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the power of God unto salvation to every one that believeth. It has reconciled us to God, and to ourselves, to our duty, and our situation. It is the balm and cordial of the present life, and a sovereign antidote against the fear of death.
Sed hactenus hæc. Some smaller pieces upon less important subjects close the volume. Not one of them, I believe, was written with a view to publication, but I was unwilling they should be omitted.
JOHN NEWTON. Charles Square, Hoxton,
February 18, 1782.
CONTENTS TO VOL. I.
Translations from Vincent Bourne :
Si te fortè meæ gravis uret sarcina chartæ,
Hor. Lib. i. Epist. 13.
You told me, I remember, glory, built On selfish principles, is shame and guilt ; The deeds, that men admire as half divine, Stark naught, because corrupt in their design. Strange doctrine this! that without scruple tears The laurel, that the very lightning spares; Brings down the warrior's trophy to the dust, And eats into his bloody sword like rust.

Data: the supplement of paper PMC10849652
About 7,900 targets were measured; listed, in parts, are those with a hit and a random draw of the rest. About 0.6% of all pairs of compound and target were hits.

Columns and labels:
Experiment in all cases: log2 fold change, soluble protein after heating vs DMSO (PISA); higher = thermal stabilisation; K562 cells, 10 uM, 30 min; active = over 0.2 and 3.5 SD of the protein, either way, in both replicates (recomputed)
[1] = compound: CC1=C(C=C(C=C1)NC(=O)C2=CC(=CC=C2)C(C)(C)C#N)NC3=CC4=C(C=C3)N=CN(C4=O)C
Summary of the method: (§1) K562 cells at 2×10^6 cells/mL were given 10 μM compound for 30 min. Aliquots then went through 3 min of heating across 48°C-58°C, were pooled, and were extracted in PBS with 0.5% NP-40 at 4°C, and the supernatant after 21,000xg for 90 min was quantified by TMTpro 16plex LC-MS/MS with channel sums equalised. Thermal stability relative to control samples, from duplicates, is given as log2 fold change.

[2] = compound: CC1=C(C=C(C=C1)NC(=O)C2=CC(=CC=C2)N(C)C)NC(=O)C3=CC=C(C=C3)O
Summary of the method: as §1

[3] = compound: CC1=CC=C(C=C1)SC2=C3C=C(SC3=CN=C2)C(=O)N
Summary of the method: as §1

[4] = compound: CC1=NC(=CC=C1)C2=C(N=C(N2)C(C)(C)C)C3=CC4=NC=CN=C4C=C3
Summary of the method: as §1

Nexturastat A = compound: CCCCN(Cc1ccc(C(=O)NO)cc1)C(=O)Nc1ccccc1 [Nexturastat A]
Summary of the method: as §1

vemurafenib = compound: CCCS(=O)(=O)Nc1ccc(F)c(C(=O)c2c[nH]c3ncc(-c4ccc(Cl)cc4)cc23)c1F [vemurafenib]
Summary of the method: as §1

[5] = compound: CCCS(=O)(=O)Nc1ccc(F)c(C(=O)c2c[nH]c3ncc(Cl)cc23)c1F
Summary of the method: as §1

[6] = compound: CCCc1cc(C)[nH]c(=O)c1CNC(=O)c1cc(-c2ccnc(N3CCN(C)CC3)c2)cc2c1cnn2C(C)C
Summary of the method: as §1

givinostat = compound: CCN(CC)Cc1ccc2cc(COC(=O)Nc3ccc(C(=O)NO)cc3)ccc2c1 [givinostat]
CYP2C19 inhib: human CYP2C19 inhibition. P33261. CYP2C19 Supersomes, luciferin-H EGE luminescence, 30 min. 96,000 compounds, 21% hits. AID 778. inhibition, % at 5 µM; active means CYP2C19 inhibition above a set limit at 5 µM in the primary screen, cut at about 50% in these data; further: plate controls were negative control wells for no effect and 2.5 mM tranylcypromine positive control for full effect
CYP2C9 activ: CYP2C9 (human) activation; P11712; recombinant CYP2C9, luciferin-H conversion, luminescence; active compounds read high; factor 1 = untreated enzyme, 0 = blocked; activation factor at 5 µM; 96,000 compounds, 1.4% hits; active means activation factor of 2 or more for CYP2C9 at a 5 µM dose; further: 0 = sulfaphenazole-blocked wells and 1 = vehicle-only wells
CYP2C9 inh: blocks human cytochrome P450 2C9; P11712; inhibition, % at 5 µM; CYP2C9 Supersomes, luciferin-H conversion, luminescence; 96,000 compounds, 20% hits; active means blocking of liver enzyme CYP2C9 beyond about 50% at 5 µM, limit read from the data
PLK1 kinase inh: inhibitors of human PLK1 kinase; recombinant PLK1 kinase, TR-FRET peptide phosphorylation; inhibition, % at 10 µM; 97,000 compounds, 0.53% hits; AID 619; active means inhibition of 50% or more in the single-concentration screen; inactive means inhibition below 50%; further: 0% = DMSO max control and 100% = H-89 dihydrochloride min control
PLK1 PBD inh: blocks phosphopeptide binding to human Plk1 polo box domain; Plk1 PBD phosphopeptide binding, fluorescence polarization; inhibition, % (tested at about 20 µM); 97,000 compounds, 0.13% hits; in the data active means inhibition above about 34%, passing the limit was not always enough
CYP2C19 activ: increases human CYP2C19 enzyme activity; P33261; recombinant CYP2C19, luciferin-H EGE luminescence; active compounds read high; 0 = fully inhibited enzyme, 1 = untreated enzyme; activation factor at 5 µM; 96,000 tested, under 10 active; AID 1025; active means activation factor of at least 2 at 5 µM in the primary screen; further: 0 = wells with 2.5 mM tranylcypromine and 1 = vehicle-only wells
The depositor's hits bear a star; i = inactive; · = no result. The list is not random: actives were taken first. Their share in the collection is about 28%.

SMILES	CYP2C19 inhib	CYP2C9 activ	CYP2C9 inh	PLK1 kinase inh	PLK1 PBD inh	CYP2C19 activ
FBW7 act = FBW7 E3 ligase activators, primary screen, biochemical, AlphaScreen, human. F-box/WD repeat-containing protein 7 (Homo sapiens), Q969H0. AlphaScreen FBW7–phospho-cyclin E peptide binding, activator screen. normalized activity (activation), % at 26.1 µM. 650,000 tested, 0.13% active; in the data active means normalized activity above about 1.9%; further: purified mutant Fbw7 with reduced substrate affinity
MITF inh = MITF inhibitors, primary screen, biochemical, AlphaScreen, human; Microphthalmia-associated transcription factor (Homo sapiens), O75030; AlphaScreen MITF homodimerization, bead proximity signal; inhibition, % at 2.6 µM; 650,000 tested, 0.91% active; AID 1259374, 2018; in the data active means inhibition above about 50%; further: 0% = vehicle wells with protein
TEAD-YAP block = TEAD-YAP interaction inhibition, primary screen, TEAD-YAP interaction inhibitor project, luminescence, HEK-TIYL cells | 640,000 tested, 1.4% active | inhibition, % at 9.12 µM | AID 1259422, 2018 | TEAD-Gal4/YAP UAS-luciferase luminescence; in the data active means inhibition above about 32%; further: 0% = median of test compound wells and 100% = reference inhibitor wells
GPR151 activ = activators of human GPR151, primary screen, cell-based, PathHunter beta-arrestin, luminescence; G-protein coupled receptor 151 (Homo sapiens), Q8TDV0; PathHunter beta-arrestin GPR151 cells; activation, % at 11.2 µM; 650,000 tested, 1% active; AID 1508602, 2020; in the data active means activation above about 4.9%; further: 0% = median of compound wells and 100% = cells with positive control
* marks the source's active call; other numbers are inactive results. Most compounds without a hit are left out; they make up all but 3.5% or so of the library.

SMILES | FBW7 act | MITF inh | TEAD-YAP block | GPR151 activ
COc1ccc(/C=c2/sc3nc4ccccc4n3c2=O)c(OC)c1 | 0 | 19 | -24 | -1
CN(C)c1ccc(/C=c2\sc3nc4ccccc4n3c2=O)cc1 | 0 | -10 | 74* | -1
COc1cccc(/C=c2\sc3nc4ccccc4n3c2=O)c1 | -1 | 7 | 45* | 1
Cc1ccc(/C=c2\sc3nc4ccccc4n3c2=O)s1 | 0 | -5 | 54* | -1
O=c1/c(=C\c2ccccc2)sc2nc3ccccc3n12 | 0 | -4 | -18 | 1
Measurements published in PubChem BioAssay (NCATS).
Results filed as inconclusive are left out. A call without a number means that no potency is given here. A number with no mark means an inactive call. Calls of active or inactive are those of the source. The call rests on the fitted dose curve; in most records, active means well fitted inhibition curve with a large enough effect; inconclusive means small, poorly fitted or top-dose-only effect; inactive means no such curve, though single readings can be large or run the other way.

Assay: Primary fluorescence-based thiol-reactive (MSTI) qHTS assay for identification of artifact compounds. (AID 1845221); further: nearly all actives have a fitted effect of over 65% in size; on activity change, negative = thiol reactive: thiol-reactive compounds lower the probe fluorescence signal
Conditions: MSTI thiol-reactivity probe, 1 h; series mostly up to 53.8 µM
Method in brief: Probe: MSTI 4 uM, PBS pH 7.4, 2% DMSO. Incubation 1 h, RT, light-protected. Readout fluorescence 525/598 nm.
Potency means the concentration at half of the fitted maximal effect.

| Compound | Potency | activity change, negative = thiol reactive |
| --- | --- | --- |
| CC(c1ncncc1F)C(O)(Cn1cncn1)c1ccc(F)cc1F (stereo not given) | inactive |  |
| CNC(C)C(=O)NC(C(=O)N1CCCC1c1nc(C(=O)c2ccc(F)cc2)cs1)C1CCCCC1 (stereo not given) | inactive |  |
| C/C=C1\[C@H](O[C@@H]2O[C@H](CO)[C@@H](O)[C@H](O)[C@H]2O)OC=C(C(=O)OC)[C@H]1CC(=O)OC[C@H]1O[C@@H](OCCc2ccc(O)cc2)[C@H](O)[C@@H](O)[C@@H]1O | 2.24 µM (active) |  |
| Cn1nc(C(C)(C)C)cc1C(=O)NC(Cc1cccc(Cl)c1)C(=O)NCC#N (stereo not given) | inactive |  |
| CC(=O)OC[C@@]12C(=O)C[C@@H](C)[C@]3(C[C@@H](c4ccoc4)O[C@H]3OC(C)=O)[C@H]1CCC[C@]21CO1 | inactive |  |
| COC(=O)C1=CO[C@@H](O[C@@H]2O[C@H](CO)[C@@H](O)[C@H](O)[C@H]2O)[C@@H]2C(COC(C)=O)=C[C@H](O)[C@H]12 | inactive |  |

B. I grant that, men continuing what they are, Fierce, avaricious, proud, there must be war. And never meant the rule should be applied To him, that fights with justice on his side.
Let laurels, drench'd in pure Parnassian dews, Reward his mem'ry, dear to ev'ry muse, Who, with a courage of unshaken root, In honour's field advancing his firm fout,
Plants it upon the line that Justice draws,
But let eternal infamy pursue